Shearon Brown’s philosophy in being a good mentor boils down to two words:
“Kindness shows students that we care,” said Brown, a professor of computer science at North Carolina A&T University. “It opens them to positive influences. It causes a struggling student to have hope, and for a motivated student, it gives them direction. In the computer science department, we develop an atmosphere that’s conducive to mentoring.”
Angelica Willis, a junior from Greensboro majoring in computer science, has been mentored by Brown and the relationship has been beneficial to both, resulting in an impressive list of accomplishments by Willis.
“Mentoring has been a key ingredient in my success,” Willis said. “Mentors have pointed me in the right direction, given me letters of recommendation and helped me go after opportunities.”
Willis’ 4.0 grade-point average is impressive enough, but it only scratches the surface of what she’s already accomplished as an Aggie.
Her achievements are being recognized on a national scale. She’s the first North Carolina A&T student to be named a University Innovation Fellow at Stanford University, one of only 150 students chosen from 52 colleges and universities across the country. The program is designed to help student leaders increase campus engagement with innovation, entrepreneurship, creativity and design thinking. The program is operated by Epicenter, which is funded by the National Science Foundation.
She also was named a White House HBCU All-Star and an inaugural Apple HBCU Scholar with two other Aggies. The Apple award includes $25,000 and will allow her to intern with an Apple employee for three months, as well as visit the company’s headquarters in Cupertino, California.
“Professor Brown encouraged me to apply for the University Innovation Fellowship at Stanford,” said Willis, who has had internships with NASA and Bank of America. “Mentorship opens a lot of doors for you to go above and beyond, and get the most out of your years in college.”
Shearon Brown (Right) says faculty mentors try to give students like Angelica Willis (Left) as many opportunities as possible, be it teaching assistantships to working on faculty research projects.
Brown, who was Willis’ academic advisor in the latter’s freshman year, said she saw something in Willis early on.
“I could see then that she had so much potential,” said Brown, who also serves as undergraduate program coordinator for her department. “She wanted to embrace new ideas. She’s a very easygoing person to mentor. She set out to get all she can out of the college experience.”
Willis likely benefitted from a mentor-student relationship more than most, since she was home-schooled from first grade through high school. So she was used to being in a one-on-one teaching environment.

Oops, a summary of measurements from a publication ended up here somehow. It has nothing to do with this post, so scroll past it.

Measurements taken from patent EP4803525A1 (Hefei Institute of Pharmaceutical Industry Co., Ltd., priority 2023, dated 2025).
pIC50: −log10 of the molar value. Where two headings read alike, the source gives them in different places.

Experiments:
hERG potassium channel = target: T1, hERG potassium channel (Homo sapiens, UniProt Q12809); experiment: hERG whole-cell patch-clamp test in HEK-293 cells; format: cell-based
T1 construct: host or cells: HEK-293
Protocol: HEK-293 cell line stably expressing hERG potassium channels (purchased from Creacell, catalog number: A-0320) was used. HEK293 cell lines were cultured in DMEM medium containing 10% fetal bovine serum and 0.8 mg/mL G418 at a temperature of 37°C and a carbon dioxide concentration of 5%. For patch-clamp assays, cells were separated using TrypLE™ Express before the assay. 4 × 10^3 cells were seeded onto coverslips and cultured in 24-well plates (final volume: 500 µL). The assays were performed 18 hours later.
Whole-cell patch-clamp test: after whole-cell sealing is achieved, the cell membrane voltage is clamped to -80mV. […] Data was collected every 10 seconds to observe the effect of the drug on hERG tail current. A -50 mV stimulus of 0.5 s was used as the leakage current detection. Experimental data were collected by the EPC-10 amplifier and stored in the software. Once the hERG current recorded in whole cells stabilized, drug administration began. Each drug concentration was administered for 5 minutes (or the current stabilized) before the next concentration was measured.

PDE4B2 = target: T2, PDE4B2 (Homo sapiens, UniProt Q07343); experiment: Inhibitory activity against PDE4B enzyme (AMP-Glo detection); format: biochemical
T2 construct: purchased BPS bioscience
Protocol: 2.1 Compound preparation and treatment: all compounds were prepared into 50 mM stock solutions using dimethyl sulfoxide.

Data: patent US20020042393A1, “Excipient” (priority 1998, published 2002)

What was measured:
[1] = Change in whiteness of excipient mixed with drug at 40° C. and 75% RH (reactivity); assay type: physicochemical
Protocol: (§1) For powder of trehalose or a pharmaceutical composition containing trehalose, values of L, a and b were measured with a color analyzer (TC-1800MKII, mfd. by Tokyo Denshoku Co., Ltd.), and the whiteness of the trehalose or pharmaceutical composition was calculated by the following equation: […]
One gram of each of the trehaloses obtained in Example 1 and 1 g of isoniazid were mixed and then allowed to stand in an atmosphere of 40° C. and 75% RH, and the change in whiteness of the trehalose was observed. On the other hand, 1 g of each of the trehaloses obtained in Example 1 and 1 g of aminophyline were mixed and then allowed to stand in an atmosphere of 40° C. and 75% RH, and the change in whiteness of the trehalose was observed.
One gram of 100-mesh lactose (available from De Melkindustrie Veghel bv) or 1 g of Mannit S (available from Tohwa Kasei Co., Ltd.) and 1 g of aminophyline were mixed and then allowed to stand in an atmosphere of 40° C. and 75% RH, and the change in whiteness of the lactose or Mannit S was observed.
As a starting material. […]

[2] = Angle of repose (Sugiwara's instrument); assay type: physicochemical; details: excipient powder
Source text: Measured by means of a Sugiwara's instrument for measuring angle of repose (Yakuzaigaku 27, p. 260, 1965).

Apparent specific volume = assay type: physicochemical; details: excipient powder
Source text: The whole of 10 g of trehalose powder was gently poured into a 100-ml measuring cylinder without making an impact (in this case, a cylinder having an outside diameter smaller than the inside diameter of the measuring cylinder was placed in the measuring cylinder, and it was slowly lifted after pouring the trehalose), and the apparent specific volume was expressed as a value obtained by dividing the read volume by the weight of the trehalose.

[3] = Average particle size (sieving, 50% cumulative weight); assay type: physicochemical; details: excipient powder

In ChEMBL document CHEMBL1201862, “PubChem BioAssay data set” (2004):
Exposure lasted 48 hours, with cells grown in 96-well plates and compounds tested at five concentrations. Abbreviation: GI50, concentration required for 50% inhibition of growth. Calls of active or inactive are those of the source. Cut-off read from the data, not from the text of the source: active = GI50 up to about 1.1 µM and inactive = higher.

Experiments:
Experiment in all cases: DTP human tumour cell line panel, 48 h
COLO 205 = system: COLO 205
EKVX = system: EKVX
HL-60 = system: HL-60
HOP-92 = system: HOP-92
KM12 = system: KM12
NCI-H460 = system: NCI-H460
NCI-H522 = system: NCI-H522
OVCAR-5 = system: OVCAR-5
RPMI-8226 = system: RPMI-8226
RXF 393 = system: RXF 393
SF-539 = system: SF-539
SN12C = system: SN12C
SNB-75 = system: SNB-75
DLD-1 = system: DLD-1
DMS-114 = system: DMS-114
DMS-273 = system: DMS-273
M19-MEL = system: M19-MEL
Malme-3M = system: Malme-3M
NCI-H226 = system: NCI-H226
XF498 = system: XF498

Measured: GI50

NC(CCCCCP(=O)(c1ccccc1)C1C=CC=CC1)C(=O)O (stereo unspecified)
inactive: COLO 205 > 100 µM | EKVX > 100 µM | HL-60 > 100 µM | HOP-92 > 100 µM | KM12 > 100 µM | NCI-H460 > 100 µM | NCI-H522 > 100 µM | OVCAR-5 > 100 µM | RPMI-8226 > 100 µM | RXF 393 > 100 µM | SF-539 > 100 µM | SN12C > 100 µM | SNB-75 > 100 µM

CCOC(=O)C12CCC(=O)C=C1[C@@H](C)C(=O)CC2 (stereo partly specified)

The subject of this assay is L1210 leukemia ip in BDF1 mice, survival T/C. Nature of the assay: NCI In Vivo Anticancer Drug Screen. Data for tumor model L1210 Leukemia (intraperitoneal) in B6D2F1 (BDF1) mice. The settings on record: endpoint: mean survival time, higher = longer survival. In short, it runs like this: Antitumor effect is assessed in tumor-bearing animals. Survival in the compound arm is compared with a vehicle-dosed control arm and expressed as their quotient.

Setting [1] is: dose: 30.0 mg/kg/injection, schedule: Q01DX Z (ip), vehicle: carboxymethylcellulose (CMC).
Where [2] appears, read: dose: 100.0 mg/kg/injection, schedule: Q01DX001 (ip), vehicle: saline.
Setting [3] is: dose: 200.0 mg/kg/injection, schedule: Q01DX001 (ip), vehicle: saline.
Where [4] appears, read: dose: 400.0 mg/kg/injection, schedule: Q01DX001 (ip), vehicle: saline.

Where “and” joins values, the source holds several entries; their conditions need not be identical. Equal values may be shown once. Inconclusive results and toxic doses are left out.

Willis’ education expenses are paid as one of 100 winners of the Buick Achievers National Scholarship in 2014. In addition, she’s also received scholarship funds from the Thurgood Marshall Scholarship Foundation, the Great Lakes National Scholarship Award and the Burger King Corporation.
When entering North Carolina A&T, Willis knew she wanted to work in a STEM-related field, but was deciding from such disciplines as architecture and ecological forecasting.
“I was thinking about industries that were incorporated into STEM,” she said. “That’s when I decided on computer science. You can use it in building a spacecraft, studying architecture, mapping the human genome. Computer science can help revolutionize the world.”
Revolutionizing the world is what Willis hopes to do once she graduates from North Carolina A&T. She wants to go to graduate school to study computer science further.
“I eventually want to be a system engineer,” she said. “I want to help make groundbreaking technology that will affect the technological advancement of all mankind.”
Brown said all of the mentors at the university try to engage in a similar approach to the one Brown and Willis have. Brown said faculty mentors try to give students as many opportunities as possible, be it teaching assistantships to working on faculty research projects.
“In the computer science department, we’ve developed an atmosphere that’s conducive to mentoring,” said Brown, who noted that 20 percent of undergraduates in the department are working with faculty members on research projects. “We try to create a warm, friendly atmosphere. We want to be approachable and have an open-door policy.”
Written by Phillip Ramati